|Source:||The Scotch-Irish in America|
|Author:||Samuel Swett Green|
In 1682, William Penn interested a number of prominent Scotchmen in a scheme for colonizing the eastern section of New Jersey. “These Scotchmen,” says Douglas Campbell, “sent over a number of settlers who have largely given character to this sturdy little State, not the least of their achievements being the building-up, if not the nominal founding, of Princeton College, which has contributed so largely to the scholarship of America.”
While considerable numbers of the Scotch-Irish emigrated to New England in the great exodus from Ireland during the fifty or sixty years prior to the American Revolution, the great body of those coming here entered the continent by way of Philadelphia. Penn’s Colony was more hospitable to immigrants of faiths differing from the prevalent belief of its inhabitants, than were most of the New England provinces.
Then, too, the Scotch-Irish emigrants were mostly farmers, and did not find New England so favorable from an agricultural point of view as some of the middle and southern colonies.
Immigrants came in such numbers to Philadelphia as to frighten James Logan, the Scotch-Irish Quaker Governor of Pennsylvania from 1699 to 1749. He complains in 1725 that “it looks as if Ireland were to send all her inhabitants hither; if they will continue to come, they will make themselves proprietors of the province.” The bold stream of settlers who came to Philadelphia, flowed westward and occupied considerable portions of the province of Pennsylvania.
It is said of Pittsburg that it is Scotch-Irish in “substantial origin, in complexion and history,—Scotch-Irish in the countenances of the living and the records of the dead.”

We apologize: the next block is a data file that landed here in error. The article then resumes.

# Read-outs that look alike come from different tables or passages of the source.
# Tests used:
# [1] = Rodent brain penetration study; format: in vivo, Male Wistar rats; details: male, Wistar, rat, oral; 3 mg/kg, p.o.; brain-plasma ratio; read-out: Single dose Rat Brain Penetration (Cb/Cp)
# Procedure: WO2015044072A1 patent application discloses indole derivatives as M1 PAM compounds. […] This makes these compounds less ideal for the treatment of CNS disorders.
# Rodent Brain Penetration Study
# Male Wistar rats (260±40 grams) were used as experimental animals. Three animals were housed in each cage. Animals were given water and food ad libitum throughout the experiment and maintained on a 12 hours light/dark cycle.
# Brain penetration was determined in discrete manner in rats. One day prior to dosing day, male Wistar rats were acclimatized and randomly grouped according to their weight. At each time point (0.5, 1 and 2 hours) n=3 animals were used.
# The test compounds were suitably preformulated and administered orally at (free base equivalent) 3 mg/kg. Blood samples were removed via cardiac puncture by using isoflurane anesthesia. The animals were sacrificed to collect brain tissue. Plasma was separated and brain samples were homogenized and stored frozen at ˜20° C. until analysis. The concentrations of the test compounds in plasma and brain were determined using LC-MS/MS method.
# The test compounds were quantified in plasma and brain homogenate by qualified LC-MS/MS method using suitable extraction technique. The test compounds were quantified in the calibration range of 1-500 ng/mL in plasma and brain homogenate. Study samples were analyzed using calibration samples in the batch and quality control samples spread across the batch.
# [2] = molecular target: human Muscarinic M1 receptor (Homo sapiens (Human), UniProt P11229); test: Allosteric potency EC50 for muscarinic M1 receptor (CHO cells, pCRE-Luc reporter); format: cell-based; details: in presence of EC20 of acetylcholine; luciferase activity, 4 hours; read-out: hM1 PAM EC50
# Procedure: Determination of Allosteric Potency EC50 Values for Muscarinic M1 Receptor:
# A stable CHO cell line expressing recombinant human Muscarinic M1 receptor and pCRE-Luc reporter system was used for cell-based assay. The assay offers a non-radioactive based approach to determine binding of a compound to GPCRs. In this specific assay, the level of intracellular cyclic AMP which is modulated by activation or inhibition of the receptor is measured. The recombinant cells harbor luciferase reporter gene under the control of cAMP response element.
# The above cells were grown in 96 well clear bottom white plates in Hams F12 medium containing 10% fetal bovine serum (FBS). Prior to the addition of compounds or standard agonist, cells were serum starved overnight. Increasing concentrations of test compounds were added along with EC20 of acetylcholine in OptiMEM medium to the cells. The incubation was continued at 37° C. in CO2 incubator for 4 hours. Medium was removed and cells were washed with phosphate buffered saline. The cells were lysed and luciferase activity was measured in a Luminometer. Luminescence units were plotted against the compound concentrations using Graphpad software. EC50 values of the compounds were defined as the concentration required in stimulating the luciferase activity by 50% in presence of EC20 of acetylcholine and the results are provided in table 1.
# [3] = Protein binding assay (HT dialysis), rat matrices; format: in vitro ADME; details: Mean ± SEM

It is estimated that at the time of the Revolution one-third of the population of Pennsylvania was Scotch-Irish.
A large portion of the emigrants who came from the north of Ireland to Philadelphia, went south. This was especially the case after Braddock’s defeat in 1755, made the Indians bold and agressive in the west.
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The passage of more than one hundred years since The Scotch-Irish in America by Henry Jones Ford was first published in 1915 has rendered the book no less fascinating and gripping. Written in a thoroughly accessible way, it tells the story of how the hardy breed of men and women, who in America came to be known as the ‘Scotch-Irish’, was forged in the north of Ireland during the seventeenth century. This book is a comprehensive and very informative account of the history of the Scotch-Irish in America.